After years of this all-too-familiar cycle, the Holy Spirit popped his own question to me. Through conversations over many years, it ultimately came down to this:

Why do you need to know the outcome to get rid of the knot?

On one hand, this question seems unfair. Of course we long for breakthrough in this life. There’s nothing like good circumstances to sweep away anxiety.

But…I have to admit…as long as my inner peace is hitched to an earthly outcome, I’ll spend my days jerked around by every change in the prognosis. “How is this ministry going to work out?” “Do you plan to heal my father?””Are you going to come through in the way I’m hoping?” “Will everything be okay?”

Talking about your sinking sand. That’s no way to spend 73 years.

Yet that’s exactly how I approach these things. I want to know the whether, when, where, how, and who of every situation. That’s what I come to God for. I want to see the light at the end of the tunnel, not the light of the world. I’m not coming to him for his presence; I’m coming to him for predictions.

In other words, I treat God like a magic 8-ball.

Our longing hearts strain to hear a “Yes, definitely.” “Without a doubt.” “You may rely on it.” We’ll even take the more reserved “Most likely.”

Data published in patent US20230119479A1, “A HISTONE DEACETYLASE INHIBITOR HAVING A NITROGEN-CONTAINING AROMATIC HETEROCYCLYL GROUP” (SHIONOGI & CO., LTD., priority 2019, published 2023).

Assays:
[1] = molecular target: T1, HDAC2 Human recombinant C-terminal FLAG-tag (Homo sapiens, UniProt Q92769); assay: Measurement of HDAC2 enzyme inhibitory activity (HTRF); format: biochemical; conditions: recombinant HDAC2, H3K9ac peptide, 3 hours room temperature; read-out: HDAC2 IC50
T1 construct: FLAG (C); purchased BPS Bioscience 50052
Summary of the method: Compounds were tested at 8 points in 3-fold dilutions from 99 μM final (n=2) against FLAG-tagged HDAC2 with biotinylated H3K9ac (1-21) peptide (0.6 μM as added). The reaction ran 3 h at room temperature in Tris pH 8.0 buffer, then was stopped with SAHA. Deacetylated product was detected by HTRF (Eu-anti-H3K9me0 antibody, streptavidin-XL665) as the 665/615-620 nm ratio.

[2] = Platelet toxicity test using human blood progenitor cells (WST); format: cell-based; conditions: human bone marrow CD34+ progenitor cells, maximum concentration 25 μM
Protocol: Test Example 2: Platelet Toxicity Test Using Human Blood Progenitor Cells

Sometimes we’re content even with “Very doubtful,” or “Don’t count on it.” Because at least then we know. We can let it go, grieve, move on. We don’t have to spend any more time waiting on God…or building our faith.

Maybe that’s why God keeps replying “better not tell you now”.

Oswald Chambers’ words haunt me. Sure, there are times when it suits God’s purposes to give us glimpses into the future. He’s generous and gracious in revealing some of his ways to us, because he calls us friends (John 15:15).

But one thing God will never give us, is freedom from needing him for our daily peace.

“Let perseverance finish its work so that you may be mature and complete, not lacking anything.” – James 1:4